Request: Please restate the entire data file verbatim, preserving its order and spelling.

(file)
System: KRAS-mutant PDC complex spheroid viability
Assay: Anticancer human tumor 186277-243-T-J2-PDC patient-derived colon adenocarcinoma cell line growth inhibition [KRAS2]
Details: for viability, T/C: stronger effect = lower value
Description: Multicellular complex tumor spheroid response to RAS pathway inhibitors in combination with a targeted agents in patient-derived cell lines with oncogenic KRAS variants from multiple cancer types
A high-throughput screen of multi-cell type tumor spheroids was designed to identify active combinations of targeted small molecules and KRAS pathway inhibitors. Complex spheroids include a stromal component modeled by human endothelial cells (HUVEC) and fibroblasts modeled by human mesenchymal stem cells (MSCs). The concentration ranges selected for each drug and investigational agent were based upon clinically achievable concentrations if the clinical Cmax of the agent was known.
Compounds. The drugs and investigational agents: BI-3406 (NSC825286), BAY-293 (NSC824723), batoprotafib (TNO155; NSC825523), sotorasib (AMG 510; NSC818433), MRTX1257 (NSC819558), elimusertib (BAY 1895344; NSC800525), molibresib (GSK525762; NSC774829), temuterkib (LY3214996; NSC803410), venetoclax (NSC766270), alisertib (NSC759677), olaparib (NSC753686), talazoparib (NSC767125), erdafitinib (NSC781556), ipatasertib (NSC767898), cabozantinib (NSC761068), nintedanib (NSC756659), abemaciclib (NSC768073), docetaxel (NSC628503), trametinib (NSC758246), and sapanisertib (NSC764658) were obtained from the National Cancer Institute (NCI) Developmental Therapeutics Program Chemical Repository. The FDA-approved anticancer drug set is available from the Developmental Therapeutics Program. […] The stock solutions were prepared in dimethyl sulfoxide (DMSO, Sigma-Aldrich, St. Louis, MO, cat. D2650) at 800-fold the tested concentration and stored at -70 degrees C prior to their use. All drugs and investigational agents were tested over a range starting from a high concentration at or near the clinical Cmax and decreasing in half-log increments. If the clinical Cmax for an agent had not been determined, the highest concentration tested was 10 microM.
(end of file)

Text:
System: KRAS-mutant PDC complex spheroid viability
Assay: Anticancer human tumor 186277-243-T-J2-PDC patient-derived colon adenocarcinoma cell line growth inhibition [KRAS2]
Details: for viability, T/C: stronger effect = lower value
Description: Multicellular complex tumor spheroid response to RAS pathway inhibitors in combination with a targeted agents in patient-derived cell lines with oncogenic KRAS variants from multiple cancer types
A high-throughput screen of multi-cell type tumor spheroids was designed to identify active combinations of targeted small molecules and KRAS pathway inhibitors. Complex spheroids include a stromal component modeled by human endothelial cells (HUVEC) and fibroblasts modeled by human mesenchymal stem cells (MSCs). The concentration ranges selected for each drug and investigational agent were based upon clinically achievable concentrations if the clinical Cmax of the agent was known.
Compounds. The drugs and investigational agents: BI-3406 (NSC825286), BAY-293 (NSC824723), batoprotafib (TNO155; NSC825523), sotorasib (AMG 510; NSC818433), MRTX1257 (NSC819558), elimusertib (BAY 1895344; NSC800525), molibresib (GSK525762; NSC774829), temuterkib (LY3214996; NSC803410), venetoclax (NSC766270), alisertib (NSC759677), olaparib (NSC753686), talazoparib (NSC767125), erdafitinib (NSC781556), ipatasertib (NSC767898), cabozantinib (NSC761068), nintedanib (NSC756659), abemaciclib (NSC768073), docetaxel (NSC628503), trametinib (NSC758246), and sapanisertib (NSC764658) were obtained from the National Cancer Institute (NCI) Developmental Therapeutics Program Chemical Repository. The FDA-approved anticancer drug set is available from the Developmental Therapeutics Program. […] The stock solutions were prepared in dimethyl sulfoxide (DMSO, Sigma-Aldrich, St. Louis, MO, cat. D2650) at 800-fold the tested concentration and stored at -70 degrees C prior to their use. All drugs and investigational agents were tested over a range starting from a high concentration at or near the clinical Cmax and decreasing in half-log increments. If the clinical Cmax for an agent had not been determined, the highest concentration tested was 10 microM.